Multiple Intelligences and Success in School Studies

Roman Yavich, Irina Rotnitsky


The applications of multiple intelligence theory in education are wide. Students apply the learning in the classroom according to their own dominant intelligence and learning style, which is most effective for them. Combining learning styles with dominant intelligences enhances the students' learning processes.

The purpose of this case study is to examine the relationship between dominant intelligences according to Gardner's multiple intelligence theory and middle school students' academic achievement. A case study was conducted in Israel, in a middle school, among seventh-graders and involved 158 students.

Findings indicated that in excellent classes - 80.9% of students had logical intelligence, in at least one of the levels of dominance; in ordinary classes only 48.4% of students have logical intelligence, at least in one of the levels of dominance. We also examined the relationship between the amount of dominant intelligences among students in all classes, excellent and ordinary. Findings indicated that in excellent classes the percentage of students with two or three dominant intelligences was higher than the percentage in ordinary classes. It is important to note that these are not just the logical and verbal, but also all types of intelligences, such as spatial, musical, kinetic and others.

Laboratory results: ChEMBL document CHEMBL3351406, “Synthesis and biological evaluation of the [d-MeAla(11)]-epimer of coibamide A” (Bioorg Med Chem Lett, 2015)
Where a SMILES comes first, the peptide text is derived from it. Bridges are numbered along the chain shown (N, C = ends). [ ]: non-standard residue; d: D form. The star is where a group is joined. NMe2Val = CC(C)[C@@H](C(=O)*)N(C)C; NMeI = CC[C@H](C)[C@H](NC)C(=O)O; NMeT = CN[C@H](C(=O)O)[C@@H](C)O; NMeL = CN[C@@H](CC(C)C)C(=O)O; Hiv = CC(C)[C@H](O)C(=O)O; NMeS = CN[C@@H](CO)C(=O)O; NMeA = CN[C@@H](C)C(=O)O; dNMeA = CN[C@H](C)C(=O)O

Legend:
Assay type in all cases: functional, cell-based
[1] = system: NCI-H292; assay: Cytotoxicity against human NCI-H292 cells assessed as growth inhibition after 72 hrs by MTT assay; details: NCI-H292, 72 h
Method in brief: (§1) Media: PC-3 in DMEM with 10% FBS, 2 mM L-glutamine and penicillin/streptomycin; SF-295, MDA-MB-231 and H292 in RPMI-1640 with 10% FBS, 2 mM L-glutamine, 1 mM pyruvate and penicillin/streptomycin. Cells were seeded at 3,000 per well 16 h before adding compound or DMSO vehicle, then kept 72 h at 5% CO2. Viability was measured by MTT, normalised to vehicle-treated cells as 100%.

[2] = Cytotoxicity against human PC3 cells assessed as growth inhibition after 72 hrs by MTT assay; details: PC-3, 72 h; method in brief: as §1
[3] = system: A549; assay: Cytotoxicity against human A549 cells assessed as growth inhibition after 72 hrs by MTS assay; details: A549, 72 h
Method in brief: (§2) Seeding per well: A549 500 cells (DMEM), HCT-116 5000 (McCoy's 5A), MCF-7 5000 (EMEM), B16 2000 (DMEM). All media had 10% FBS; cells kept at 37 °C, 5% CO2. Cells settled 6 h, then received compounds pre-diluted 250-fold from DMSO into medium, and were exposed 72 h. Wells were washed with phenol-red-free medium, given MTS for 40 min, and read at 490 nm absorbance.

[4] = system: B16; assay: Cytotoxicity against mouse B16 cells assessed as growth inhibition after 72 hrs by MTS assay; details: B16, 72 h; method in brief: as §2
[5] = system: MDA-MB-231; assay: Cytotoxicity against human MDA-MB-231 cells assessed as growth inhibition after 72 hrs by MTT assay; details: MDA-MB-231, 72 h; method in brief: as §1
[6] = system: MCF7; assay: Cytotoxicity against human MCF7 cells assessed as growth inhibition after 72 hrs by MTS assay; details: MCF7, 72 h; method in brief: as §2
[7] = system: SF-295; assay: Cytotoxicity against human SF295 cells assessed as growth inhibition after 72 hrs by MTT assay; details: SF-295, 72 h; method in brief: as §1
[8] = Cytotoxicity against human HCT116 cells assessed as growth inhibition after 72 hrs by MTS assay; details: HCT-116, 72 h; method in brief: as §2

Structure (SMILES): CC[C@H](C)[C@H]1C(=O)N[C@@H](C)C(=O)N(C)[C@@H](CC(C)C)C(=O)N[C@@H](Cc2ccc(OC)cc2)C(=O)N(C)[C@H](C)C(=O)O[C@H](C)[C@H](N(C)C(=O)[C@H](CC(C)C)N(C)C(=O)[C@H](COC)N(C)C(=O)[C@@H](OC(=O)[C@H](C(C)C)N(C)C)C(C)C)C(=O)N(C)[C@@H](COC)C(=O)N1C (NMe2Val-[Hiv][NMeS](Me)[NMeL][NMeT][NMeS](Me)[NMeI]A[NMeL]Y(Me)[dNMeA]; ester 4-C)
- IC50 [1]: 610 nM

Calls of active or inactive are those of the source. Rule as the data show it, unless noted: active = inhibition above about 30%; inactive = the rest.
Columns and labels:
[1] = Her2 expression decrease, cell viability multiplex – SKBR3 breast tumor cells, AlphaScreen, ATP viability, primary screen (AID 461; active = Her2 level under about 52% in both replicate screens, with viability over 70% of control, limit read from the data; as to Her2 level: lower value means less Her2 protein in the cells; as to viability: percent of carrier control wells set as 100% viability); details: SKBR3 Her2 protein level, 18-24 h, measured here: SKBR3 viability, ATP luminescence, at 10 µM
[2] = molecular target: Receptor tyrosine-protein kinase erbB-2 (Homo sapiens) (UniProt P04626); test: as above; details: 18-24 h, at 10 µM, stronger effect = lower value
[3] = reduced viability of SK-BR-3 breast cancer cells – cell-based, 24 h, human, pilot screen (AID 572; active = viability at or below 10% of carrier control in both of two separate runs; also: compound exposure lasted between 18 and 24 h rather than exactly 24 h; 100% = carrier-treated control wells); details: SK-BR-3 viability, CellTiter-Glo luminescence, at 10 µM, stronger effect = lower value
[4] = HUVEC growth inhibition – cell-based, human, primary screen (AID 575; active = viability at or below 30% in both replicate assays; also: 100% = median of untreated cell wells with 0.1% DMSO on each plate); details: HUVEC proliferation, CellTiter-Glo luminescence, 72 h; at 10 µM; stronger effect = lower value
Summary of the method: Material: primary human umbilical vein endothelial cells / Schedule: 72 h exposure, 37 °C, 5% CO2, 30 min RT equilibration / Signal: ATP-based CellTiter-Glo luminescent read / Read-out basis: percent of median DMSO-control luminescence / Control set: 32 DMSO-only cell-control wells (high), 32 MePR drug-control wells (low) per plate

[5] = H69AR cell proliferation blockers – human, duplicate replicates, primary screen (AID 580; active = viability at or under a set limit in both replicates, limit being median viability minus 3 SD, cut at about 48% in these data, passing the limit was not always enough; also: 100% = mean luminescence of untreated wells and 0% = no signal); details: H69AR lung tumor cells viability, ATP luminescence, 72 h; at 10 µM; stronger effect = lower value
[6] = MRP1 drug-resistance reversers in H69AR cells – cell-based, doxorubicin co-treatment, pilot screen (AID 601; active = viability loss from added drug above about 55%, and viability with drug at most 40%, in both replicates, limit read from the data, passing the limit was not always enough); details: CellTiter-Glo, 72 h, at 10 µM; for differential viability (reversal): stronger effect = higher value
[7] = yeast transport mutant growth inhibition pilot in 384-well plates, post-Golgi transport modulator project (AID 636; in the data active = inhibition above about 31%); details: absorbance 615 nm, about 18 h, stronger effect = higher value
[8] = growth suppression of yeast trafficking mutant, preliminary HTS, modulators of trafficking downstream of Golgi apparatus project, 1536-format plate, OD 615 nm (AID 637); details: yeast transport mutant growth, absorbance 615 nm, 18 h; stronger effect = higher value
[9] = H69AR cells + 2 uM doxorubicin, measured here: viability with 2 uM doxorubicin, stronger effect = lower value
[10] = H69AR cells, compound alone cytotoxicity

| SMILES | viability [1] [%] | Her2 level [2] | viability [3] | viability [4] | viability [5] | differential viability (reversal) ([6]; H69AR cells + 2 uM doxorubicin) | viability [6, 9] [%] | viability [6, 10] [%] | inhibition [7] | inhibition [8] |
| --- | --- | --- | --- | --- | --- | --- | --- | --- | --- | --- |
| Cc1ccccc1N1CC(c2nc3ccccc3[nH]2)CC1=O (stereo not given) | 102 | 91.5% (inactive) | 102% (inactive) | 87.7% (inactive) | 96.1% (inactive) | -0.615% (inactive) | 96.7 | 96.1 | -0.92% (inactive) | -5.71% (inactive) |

In conclusion, the dominant intelligences that highly influence and measure achievement in the education system are not the logical-mathematical and the linguistic-verbal, but the only logical-mathematical. Moreover, the amount of intelligences at the dominant levels can predict and indicate student's success at school.

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Copyright (c) 2020 Roman Yavich, Irina Rotnitsky

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International Journal of Higher Education
ISSN 1927-6044 (Print) ISSN 1927-6052 (Online) Email:

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